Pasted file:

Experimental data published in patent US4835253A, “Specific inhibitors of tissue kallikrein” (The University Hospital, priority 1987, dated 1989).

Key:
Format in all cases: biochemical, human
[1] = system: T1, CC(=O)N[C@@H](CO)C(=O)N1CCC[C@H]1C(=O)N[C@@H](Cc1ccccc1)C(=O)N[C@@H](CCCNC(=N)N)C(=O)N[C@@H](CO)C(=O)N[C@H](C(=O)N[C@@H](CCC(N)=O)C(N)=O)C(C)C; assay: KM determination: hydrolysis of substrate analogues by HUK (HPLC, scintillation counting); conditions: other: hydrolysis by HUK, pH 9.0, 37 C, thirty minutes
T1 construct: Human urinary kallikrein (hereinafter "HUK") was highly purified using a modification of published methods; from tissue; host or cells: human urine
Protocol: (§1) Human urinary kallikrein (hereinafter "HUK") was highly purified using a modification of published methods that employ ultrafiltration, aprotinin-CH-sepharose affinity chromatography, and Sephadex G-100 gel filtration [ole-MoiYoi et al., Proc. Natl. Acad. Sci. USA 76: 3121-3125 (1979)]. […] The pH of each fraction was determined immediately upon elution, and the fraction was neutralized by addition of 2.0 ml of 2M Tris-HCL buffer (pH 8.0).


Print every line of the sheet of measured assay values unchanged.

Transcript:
Experimental data published in patent US4835253A, “Specific inhibitors of tissue kallikrein” (The University Hospital, priority 1987, dated 1989).

Key:
Format in all cases: biochemical, human
[1] = system: T1, CC(=O)N[C@@H](CO)C(=O)N1CCC[C@H]1C(=O)N[C@@H](Cc1ccccc1)C(=O)N[C@@H](CCCNC(=N)N)C(=O)N[C@@H](CO)C(=O)N[C@H](C(=O)N[C@@H](CCC(N)=O)C(N)=O)C(C)C; assay: KM determination: hydrolysis of substrate analogues by HUK (HPLC, scintillation counting); conditions: other: hydrolysis by HUK, pH 9.0, 37 C, thirty minutes
T1 construct: Human urinary kallikrein (hereinafter "HUK") was highly purified using a modification of published methods; from tissue; host or cells: human urine
Protocol: (§1) Human urinary kallikrein (hereinafter "HUK") was highly purified using a modification of published methods that employ ultrafiltration, aprotinin-CH-sepharose affinity chromatography, and Sephadex G-100 gel filtration [ole-MoiYoi et al., Proc. Natl. Acad. Sci. USA 76: 3121-3125 (1979)]. […] The pH of each fraction was determined immediately upon elution, and the fraction was neutralized by addition of 2.0 ml of 2M Tris-HCL buffer (pH 8.0).